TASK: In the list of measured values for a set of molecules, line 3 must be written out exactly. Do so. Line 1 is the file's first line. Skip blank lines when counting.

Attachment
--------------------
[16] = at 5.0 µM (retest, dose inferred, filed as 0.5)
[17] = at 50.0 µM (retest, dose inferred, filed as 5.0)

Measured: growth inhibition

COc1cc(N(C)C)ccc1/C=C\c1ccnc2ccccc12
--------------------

Measured: growth inhibition